- Panic disorder. Those with panic disorder will experience frequent panic attacks at unexpected times. These attacks can be brought on by specific situations or by (seemingly) nothing at all. Brief periods of intense fear are coupled with physical symptoms like chest pains, shortness of breath and trouble breathing, heart palpitations, stomach problems and dizziness or light-headedness (often due to hyperventilation). Panic disorder is often treated with prescription medication.
- Social anxiety disorder. Also known as social phobia, this specific anxiety disorder is marked by an overwhelming and crippling amount of anxiety experienced in everyday social situations. Those suffering from social anxiety disorder also tend to feel extremely self-conscious. Some who are afflicted with this disorder will only experience symptoms when it comes to a very specific setting or situation – for example, they may only experience severe anxiety when engaging in public speaking or when eating in front of other people. Others with social anxiety disorder will avoid every type of social situation entirely. This type of anxiety disorder is usually treated with a combination of medicinal and therapeutic treatment.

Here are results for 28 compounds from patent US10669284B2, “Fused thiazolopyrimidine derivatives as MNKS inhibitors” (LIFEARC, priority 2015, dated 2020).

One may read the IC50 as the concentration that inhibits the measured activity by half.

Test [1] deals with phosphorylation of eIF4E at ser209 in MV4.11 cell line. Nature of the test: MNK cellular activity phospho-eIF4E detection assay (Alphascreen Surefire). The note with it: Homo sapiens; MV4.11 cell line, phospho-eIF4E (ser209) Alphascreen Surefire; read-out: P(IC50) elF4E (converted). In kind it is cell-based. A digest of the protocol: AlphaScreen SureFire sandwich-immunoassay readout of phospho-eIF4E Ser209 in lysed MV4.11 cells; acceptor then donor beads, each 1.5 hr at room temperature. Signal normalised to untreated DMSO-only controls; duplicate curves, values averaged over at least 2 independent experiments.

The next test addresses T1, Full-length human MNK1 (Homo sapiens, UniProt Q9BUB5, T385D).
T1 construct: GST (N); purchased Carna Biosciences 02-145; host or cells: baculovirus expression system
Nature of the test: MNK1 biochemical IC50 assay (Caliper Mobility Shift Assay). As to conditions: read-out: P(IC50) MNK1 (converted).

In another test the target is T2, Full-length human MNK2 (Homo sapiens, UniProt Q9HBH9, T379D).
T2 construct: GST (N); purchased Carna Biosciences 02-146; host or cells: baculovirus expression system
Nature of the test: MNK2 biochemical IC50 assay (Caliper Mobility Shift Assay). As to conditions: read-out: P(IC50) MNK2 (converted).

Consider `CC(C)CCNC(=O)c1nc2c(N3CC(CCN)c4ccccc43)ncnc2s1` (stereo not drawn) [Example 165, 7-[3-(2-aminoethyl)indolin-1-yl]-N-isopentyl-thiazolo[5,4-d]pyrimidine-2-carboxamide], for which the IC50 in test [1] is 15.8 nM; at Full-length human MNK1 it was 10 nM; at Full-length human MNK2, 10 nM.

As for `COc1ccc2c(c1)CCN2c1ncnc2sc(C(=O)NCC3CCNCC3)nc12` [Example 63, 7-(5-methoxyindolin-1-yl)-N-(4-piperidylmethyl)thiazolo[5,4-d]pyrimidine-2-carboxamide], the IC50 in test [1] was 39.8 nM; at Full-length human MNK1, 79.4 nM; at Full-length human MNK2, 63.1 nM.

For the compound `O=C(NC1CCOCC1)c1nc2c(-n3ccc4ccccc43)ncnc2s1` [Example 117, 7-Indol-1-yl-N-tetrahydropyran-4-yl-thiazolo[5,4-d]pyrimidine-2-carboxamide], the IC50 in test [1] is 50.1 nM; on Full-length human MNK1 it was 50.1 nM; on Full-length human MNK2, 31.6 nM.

- Post-traumatic stress disorder (PTSD). PTSD is an anxiety disorder that develops as the result of a traumatic experience (or set of experiences). Some examples of traumatic events that trigger PTSD include childhood abuse and neglect, sexual assault, significant accidents, time spent in the military, natural disasters and violent personal assaults. Those suffering from PTSD will experience flashbacks, avoid certain people, places and things, and often resort to substance abuse as a means of self-medication. In fact, the National Comorbidity Study reported that 52% of males and 28% of females who have been diagnosed with PTSD will also meet the criteria for an alcohol abuse disorder. Those who are afflicted with both disorders will need to be treated in a dual diagnosis treatment center.